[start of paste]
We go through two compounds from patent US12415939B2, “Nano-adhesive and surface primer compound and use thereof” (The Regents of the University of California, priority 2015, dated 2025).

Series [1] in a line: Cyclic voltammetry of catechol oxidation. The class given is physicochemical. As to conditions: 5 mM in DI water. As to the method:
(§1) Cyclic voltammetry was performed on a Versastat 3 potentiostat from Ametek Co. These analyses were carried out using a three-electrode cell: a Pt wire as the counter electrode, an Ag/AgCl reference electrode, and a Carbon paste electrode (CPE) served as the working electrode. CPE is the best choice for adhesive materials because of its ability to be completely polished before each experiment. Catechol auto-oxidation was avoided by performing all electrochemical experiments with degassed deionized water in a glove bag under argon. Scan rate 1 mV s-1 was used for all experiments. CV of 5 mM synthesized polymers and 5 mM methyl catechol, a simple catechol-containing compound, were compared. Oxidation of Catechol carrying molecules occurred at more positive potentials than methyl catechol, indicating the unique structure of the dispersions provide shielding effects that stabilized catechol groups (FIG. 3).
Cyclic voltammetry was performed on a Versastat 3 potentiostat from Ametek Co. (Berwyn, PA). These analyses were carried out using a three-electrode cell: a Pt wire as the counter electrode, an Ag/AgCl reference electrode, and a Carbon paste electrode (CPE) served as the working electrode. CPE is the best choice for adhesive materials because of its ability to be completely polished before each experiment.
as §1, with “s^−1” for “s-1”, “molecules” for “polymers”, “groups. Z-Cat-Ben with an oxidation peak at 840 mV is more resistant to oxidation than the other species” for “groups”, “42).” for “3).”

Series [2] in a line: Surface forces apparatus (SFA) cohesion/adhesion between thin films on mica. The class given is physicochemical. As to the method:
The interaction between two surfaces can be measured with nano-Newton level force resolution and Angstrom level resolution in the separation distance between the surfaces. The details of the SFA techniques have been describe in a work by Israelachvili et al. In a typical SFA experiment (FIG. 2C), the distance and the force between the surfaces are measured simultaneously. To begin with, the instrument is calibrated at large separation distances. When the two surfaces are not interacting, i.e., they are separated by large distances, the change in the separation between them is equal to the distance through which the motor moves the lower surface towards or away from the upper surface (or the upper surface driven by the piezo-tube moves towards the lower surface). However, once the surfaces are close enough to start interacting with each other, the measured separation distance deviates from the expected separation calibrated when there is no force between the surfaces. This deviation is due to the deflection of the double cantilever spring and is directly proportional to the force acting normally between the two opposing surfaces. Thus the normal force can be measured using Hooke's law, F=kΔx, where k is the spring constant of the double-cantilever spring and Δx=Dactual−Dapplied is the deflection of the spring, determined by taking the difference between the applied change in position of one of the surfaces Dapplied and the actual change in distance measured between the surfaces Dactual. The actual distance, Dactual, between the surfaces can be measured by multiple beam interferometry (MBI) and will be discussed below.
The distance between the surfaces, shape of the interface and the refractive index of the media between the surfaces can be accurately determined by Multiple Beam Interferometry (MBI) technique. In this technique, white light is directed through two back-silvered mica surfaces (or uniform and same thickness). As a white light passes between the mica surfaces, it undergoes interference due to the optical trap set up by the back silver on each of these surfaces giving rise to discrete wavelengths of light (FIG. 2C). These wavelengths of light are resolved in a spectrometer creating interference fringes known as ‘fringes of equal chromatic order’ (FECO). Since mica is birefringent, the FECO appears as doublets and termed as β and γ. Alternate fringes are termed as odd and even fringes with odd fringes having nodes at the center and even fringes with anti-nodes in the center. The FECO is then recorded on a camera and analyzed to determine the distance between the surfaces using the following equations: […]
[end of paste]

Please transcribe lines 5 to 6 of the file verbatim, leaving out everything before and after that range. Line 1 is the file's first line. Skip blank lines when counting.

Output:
as §1, with “s^−1” for “s-1”, “molecules” for “polymers”, “groups. Z-Cat-Ben with an oxidation peak at 840 mV is more resistant to oxidation than the other species” for “groups”, “42).” for “3).”

Series [2] in a line: Surface forces apparatus (SFA) cohesion/adhesion between thin films on mica. The class given is physicochemical. As to the method: